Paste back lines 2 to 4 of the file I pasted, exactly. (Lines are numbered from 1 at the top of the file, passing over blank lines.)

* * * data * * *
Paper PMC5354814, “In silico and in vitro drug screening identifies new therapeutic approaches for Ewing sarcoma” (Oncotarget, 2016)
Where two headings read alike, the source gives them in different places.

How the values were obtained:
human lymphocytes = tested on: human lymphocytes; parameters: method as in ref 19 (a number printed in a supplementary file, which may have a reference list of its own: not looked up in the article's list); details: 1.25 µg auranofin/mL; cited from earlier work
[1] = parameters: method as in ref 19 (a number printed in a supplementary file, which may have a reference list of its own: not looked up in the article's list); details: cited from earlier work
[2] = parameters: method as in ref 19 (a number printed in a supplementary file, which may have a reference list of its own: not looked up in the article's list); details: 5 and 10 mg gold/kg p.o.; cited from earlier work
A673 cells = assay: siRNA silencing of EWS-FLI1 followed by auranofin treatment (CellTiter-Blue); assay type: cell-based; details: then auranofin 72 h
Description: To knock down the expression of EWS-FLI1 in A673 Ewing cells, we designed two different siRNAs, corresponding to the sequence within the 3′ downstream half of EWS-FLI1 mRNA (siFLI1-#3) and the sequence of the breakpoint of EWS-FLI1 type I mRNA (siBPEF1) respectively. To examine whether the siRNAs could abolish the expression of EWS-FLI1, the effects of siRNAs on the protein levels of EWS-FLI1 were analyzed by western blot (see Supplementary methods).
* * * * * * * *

Where two headings read alike, the source gives them in different places.

How the values were obtained:
human lymphocytes = tested on: human lymphocytes; parameters: method as in ref 19 (a number printed in a supplementary file, which may have a reference list of its own: not looked up in the article's list); details: 1.25 µg auranofin/mL; cited from earlier work